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The ‘Othering’ game

“New media and new technologies  – these not only require critical analysis but may be treated as occasions for exploring and testing assumptions embedded in social science and everyday understandings of the world.” (Moser & Law 2001, p. 12)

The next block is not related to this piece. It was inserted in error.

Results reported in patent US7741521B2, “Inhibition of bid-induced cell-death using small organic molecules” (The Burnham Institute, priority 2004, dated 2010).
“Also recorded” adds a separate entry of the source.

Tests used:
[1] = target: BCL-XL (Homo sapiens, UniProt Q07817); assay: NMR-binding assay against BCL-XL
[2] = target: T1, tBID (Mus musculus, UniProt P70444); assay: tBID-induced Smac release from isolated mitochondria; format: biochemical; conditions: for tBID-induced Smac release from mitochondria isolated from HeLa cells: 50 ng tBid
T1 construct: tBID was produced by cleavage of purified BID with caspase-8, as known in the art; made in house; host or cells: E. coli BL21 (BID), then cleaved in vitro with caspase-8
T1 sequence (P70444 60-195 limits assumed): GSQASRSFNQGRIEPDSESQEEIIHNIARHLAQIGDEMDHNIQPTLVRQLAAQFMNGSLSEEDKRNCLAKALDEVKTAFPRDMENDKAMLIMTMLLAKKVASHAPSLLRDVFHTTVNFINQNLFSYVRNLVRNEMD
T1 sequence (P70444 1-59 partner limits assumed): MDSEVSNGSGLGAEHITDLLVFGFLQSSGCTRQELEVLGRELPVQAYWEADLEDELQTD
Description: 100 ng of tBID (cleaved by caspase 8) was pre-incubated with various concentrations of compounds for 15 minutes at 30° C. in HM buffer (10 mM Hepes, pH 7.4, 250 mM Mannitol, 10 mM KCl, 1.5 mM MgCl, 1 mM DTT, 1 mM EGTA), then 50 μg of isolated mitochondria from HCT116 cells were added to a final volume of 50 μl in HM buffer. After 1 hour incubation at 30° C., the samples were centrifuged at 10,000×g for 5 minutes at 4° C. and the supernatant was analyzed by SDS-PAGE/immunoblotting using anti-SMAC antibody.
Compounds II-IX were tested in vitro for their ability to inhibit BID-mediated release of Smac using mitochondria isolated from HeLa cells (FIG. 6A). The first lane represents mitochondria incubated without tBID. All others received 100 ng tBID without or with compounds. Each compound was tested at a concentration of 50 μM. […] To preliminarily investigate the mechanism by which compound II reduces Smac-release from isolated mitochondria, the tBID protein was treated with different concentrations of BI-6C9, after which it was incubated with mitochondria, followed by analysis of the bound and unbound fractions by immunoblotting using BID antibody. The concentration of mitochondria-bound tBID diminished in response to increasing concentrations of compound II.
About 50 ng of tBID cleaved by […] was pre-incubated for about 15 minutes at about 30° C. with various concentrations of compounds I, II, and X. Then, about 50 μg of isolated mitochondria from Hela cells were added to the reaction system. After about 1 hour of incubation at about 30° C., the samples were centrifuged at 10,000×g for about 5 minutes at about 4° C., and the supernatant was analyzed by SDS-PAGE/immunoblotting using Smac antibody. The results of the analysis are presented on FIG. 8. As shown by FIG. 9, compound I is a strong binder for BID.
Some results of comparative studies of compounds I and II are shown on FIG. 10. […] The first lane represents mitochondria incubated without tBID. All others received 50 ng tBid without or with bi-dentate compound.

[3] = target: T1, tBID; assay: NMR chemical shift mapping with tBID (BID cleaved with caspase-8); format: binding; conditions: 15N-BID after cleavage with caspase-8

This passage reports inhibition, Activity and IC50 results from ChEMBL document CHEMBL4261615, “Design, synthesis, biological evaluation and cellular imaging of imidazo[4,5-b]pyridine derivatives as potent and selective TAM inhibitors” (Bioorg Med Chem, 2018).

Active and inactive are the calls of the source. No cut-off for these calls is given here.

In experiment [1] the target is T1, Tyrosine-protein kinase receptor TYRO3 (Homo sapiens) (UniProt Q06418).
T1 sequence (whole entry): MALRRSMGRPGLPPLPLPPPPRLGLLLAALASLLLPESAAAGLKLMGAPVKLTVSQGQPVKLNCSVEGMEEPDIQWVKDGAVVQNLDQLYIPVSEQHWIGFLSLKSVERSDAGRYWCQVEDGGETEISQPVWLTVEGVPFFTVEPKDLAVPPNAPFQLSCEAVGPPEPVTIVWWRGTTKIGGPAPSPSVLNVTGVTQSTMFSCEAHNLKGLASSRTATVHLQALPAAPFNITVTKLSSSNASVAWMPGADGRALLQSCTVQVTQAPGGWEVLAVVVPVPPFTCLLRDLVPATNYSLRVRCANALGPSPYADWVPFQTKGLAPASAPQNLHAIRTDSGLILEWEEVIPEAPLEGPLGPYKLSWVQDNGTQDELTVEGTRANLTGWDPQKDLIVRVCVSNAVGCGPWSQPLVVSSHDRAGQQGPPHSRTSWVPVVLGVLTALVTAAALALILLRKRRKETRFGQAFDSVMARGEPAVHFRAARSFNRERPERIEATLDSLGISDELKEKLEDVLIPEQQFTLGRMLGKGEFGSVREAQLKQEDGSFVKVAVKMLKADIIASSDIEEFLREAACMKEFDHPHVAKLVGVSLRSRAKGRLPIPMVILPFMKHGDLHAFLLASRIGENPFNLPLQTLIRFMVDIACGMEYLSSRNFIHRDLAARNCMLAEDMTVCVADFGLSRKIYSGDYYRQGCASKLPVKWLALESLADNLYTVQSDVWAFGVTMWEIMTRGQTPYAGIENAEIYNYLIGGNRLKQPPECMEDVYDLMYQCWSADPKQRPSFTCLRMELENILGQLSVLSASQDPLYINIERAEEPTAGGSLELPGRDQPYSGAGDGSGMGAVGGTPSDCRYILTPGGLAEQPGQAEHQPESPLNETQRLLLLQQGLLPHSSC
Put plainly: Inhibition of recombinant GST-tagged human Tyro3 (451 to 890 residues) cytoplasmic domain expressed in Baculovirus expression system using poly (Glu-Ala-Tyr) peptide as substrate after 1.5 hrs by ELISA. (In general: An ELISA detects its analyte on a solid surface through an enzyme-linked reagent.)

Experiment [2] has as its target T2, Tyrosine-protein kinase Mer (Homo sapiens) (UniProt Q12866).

The quote is taken from an article by Ingunn Moser and John Law, in which they discuss the ‘Othering’ of disabled people. This is an enactment of personhood, the authors argue, that fits a grander modernist narrative of the romantic vs. the rational subject. Moser and Law call this a ‘trap’, “because it romanticises that Other [in this case, the disabled] by telling stories which celebrate Otherness, difference and passivity by telling of the desirability of silence, nature, immanence and the feminine. The body and emotions are lauded against the cognitive, the rational, and the verbal (…).” (p. 12) Obviously, these dynamics are also common elsewhere. I was reminded of it when I came across  this video, in which artist Bradley Pitts and scientist Raymond van Ee discuss their mutual interest in Pitt’s Ellipsoidal Introspective Optic (EIO). The EIO is an optical device, a  mirror that reflects the image of the one eye into the other and vice versa. In this case, both Pitts and Van Ee are heavily involved in this ‘Othering’ game, by drawing and re-affirming boundaries between Pitt’s artistic (individual, creative, subjective) and Van Ee’s scientific research (collective, quantifiable, objective). Ironically, while their co-operation was anticipated as an opportunity to build bridges between art and science, the two protagonists in the video inadvertently end up reifying the boundaries between their ‘two cultures’.

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